• A nine-judge constitution bench headed by Chief Justice JS Khehar ruled that right to privacy is an intrinsic part of the Right to Life and Personal Liberty under Article 21 and entire Part III of the Constitution.
  • The nine judges unanimously overruled the two earlier judgements of the apex court that the right to privacy is not protected under the Constitution.
  • Several petitioners had challenged the validity of the Aadhaar scheme on grounds of it being violative of the right to privacy.
  • The court had also voiced concern over the possible misuse of personal information in the public domain. 
  • The question whether Aadhaar violates right to privacy will be dealt with by the five-judge bench which has been hearing the petitions since 2015.
  • Government and parties across political spectrum have welcomed Apex Court’s decision.
    • Union Law Minister hailed the judgment and called it a landmark verdict. He said, ‘Right to Privacy’ is part of ‘Right to Liberty’ and no right is absolute as it is subject to reasonable restrictions.
    • AADHAAR data is fully protected and anyone who uses the data for any purpose other than for what it is meant for will be punished.
    • The Supreme Court judgment heralds a new era for individual rights, personal liberty and human dignity.
    • It will protect the misuse of private data in a world dominated by corporates.

 

  1. India and Nepal have inked eight Memorandum of Understanding (MoUs)

India and Nepal have inked eight Memorandum of Understanding (MoUs) in various fields including –Housing grant, prevention of drugs and reconstruction packages in health & education sectors.

  • The two leaders also jointly inaugurated the Kataiya-Kusaha and Raxaul-Parwanipur cross border Transmission lines.
  • The Prime Minister said India will extend all possible assistance to Nepal to deal with flood situation. He said the two countries have also agreed to increase trade relations. He said India is committed to ensure development of its valuable neighbour.
  • Prime Minister has stressed on close cooperation between the defence and security agencies of India and Nepal to prevent misuse of open borders.
  • Prime Minister of Nepal has reposed faith in Make in India initiative saying, it will also help Nepal in reviving its manufacturing sector and create jobs.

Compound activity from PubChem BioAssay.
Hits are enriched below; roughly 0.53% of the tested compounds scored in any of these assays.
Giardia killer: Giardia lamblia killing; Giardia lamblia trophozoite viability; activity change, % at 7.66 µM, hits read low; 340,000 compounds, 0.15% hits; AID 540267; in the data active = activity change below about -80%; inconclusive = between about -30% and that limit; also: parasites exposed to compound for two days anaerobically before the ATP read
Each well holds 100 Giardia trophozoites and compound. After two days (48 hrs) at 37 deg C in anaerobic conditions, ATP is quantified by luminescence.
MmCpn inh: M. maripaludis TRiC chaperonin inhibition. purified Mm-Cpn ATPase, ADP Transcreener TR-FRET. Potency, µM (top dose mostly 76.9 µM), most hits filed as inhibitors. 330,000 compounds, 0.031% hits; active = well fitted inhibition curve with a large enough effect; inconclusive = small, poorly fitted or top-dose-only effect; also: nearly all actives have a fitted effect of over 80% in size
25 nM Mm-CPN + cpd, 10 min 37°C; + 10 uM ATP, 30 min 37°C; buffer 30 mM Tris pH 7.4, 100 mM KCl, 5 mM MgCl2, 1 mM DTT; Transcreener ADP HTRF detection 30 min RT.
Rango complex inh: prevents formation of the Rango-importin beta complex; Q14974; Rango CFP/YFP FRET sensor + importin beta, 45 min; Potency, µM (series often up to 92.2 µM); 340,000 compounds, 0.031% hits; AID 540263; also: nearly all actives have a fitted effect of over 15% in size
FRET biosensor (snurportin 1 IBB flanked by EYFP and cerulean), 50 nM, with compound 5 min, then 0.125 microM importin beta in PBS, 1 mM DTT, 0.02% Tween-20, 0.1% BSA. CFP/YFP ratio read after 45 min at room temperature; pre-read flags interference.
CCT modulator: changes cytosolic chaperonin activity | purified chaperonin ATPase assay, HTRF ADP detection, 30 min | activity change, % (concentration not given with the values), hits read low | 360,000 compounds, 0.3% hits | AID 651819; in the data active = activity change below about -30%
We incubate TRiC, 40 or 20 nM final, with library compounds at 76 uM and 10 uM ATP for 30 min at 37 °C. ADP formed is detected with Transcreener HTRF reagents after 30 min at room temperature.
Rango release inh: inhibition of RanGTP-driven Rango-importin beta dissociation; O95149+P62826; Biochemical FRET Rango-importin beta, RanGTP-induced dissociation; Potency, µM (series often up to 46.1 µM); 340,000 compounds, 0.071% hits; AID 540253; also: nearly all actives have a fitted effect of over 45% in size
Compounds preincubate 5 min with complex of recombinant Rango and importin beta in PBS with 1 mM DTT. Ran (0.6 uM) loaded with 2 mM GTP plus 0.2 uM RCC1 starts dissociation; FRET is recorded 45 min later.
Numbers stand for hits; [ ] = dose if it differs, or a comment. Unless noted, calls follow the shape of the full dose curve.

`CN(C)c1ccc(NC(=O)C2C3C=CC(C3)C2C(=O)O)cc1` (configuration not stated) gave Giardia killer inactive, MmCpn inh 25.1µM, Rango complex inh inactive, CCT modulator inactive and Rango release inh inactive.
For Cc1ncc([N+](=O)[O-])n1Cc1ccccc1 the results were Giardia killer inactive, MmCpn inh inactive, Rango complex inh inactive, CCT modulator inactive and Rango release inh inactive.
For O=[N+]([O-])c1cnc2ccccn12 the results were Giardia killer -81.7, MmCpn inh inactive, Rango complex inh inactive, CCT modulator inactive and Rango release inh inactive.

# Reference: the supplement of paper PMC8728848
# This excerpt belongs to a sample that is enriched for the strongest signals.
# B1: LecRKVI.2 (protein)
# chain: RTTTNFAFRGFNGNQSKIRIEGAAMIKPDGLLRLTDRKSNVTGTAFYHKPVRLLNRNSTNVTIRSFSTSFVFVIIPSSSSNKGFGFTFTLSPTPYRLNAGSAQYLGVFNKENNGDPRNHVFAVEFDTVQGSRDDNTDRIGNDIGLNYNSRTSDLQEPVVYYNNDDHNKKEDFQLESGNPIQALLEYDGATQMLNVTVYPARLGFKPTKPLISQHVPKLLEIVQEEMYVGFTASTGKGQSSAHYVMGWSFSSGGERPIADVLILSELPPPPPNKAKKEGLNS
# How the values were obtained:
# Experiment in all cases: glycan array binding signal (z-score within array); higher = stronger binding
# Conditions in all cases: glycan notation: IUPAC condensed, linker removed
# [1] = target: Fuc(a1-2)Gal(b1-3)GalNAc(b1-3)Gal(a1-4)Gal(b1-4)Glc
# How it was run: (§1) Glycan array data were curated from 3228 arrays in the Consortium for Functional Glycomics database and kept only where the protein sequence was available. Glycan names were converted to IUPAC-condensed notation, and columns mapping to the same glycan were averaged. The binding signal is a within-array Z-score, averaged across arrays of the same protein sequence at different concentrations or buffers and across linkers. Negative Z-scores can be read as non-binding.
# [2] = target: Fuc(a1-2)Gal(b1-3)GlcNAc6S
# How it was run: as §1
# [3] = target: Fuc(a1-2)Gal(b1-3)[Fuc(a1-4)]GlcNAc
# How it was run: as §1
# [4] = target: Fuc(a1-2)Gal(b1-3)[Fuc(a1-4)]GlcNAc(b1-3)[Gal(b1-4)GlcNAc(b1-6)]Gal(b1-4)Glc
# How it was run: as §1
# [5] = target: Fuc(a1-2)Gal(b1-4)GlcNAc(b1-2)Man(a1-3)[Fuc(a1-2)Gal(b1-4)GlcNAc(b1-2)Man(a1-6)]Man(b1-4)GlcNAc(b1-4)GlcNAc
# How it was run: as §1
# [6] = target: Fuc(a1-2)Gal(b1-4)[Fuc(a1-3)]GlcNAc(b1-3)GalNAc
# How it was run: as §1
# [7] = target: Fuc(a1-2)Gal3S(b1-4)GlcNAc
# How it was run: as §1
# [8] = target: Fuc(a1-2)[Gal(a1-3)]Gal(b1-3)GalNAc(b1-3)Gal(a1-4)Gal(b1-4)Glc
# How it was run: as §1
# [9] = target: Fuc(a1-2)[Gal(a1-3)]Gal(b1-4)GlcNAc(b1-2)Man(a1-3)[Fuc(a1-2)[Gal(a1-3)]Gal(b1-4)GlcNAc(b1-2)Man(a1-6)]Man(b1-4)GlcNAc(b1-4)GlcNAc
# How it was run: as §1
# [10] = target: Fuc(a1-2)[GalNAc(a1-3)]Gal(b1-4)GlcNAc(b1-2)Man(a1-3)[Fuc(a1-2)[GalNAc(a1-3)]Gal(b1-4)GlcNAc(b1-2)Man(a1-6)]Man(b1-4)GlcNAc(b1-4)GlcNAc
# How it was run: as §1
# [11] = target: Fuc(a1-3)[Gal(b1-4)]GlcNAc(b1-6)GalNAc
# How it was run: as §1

• Speaking at an India-Nepal Business Forum meeting in New Delhi yesterday, PM of Nepal, through Foreign Direct Investment, Nepal is eager to participate in scaling up benefit from the regional value chain. The Nepalese Premier said his goal is to work for the future of the youth.
  • Both the leaders have also agreed to strengthen coordination and consultation for flood control and think of its long term solution.

 

Doklam issue did not figure during the talks between both the Prime Ministers.

 

  1. Government has finalized a new cadre policy of IAS, IPS and IFoS
  • The government has finalized a new cadre policy of IAS, IPS and Indian Forest Service officers aimed at ensuring national integration in the country’s top bureaucracy.
  • Officers of all-India services – the Indian Administrative Service (IAS), Indian Police Service (IPS) and Indian Forest Service (IFoS) – will have to choose cadres from a set of zones instead of states.
  • Under the new policy, candidates can only select one state or cadre from a zone as their first choice. Their second, third, fourth and fifth choices have to be from the different zones.
  • According to an official of the Personnel department, the new policy would help in upholding the rationale behind the all-India services.

 

  1. Indian and Pakistani Armies held a flag meeting yesterday on the Line of Control (LoC)

Indian and Pakistani Armies held a flag meeting yesterday on the Line of Control (LoC) in Jammu and Kashmir against the backdrop of several ceasefire violations.

  • Both sides agreed to institute mechanisms to ensure durable peace and tranquility along the border.
  • The flag meeting was held between Battalion Commander-level officers at Chakan-Da-Bagh in Poonch Sector.